Items that would now be otherwise unidentifiable
are explained in the diary. For example, for days in the diary Maud and
Nora play back and forth with the idea that Nora has stolen--perhaps even
eaten!--Maud's yellow garter. Maud accuses her, and Nora in mock indignation,
defends herself. Maud ends the 22 January 1903 entry with this spoof of
a Scottish poem:
The garter is finally found in Maud's trunk though she insists Nora has planted it there. In the scrapbooks, a tab from the garter is glued onto a card that outlines a small drama of loss and recovery.
On the same page of the scrapbook that Maud pasted the yellow garter there is a cyanotype of a woman in the snow. The identity of the woman in the picture would be a mystery were it not for the Maud/Nora diary. In the 21 March entry Maud said: "There's something queer about Nora anyway. I've come to that conclusion. One day I took a photograph of four respectable elderly gentlemen sitting in a parlor. And when I developed the plate there was a picture of Nora on snowshoes standing out in the woods!!!" (UD, 131)
Most surprising in the diary, perhaps, is the explanation of the way Maud and Nora collected some of their souvenirs. They joked about "swiping stuff" at parties such as and flowers. On 18 February Maud said: "Nora kept on swiping things. I tried to but had no luck. Irene Simpson watched me every time. I did manage to secrete a brown paper heart but lost it later on. In the end my only spoils consisted of a piece of string, a green rose worn by Jerry, and a piece of Fred's whip." (UD, 126). In the scrapbook, the flattened green rose and the inch of wooden switch appear with comic quotations inside a card that says on its cover "inquire within".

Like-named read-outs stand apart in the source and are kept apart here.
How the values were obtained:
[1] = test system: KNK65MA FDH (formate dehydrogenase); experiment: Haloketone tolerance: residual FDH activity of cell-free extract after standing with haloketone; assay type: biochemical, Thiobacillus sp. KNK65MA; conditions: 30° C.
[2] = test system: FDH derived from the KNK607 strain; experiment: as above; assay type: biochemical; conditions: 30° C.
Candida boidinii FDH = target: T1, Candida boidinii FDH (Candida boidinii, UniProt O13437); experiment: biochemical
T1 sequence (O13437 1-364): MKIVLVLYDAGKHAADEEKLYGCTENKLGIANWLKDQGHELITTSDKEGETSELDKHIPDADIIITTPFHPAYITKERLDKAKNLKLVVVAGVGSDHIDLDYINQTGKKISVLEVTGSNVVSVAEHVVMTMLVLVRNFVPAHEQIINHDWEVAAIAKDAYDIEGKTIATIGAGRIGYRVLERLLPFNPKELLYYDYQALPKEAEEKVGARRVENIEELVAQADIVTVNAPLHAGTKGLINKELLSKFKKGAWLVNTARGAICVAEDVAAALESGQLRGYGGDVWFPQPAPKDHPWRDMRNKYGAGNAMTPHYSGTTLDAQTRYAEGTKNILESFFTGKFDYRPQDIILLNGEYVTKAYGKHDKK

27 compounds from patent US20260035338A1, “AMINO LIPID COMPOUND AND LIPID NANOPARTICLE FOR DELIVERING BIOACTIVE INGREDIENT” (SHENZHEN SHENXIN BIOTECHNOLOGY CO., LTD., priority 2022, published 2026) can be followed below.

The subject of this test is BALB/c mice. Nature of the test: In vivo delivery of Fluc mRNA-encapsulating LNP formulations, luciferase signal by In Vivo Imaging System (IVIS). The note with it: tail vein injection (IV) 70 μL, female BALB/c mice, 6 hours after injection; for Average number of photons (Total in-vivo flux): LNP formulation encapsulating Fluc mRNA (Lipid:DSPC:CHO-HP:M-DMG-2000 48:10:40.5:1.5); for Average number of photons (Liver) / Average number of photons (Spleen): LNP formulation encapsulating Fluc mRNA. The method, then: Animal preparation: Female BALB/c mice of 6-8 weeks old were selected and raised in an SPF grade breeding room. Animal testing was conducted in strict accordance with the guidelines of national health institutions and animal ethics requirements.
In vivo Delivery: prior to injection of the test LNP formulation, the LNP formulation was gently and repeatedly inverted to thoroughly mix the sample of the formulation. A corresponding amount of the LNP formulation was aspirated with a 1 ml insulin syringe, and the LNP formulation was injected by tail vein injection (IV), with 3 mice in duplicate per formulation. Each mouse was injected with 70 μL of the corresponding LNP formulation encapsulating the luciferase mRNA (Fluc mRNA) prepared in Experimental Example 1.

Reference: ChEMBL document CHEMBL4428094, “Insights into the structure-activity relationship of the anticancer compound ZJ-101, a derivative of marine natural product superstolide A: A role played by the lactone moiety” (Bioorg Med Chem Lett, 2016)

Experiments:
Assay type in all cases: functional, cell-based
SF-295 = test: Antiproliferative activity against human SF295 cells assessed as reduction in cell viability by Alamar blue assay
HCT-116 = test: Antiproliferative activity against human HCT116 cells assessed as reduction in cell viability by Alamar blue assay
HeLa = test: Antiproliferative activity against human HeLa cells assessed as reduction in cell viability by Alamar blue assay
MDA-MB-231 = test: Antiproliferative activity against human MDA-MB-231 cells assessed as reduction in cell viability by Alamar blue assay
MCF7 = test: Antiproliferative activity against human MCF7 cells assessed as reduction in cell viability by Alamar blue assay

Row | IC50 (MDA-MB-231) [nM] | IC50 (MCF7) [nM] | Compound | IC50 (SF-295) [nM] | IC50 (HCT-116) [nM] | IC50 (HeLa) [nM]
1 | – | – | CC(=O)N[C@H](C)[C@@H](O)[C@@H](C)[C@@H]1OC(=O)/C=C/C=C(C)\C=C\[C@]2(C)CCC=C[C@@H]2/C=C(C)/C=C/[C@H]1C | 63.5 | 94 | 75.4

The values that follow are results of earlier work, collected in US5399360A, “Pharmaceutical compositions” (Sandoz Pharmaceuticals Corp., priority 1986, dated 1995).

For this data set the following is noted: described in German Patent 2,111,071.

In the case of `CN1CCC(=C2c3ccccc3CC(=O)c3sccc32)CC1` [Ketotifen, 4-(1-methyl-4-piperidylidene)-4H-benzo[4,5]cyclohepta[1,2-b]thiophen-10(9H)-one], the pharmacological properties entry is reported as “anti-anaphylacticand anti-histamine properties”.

The two long-running jokes of the diary are the loss of the yellow garter and the wishful intentions of "James," nicknamed the "Soulful" for his beseeching eyes. For days, even months, they laugh over his coming to call, pretending that they are in rivalry for his affections. In one such entry, Nora interrupts herself on 6 February to ask a "widdle": "Why is James like Maude's [sic] cat?" (UD, 122). On 10 February Maud answers: "I am not going to have my dearly beloved cat compared to James Alec! The idea! I suppose Nora thought that connundrum funny. The answer is simple enough . . . it's because he always comes back of course." (UD, 124) The allusion to the cat (Bobs) and the "Soulful" shows up in the scrapbooks in a .
In the very last entry of the diary, Nora teased Maud about her interest in Ewan Macdonald. On 25 June Nora said: "On Monday night Maude had to make an 'ice-cream' call (you know she has taken up church work since the young ministers have struck the place)" (UD, 147). The unpublished comic diary offers a most wonderfully light-hearted view of what the published journals describe as a rather trying time with Maud's aging grandmother. The scrapbooks too give us a glimpse of Maud Montgomery's love of jokes, fun, and friendship.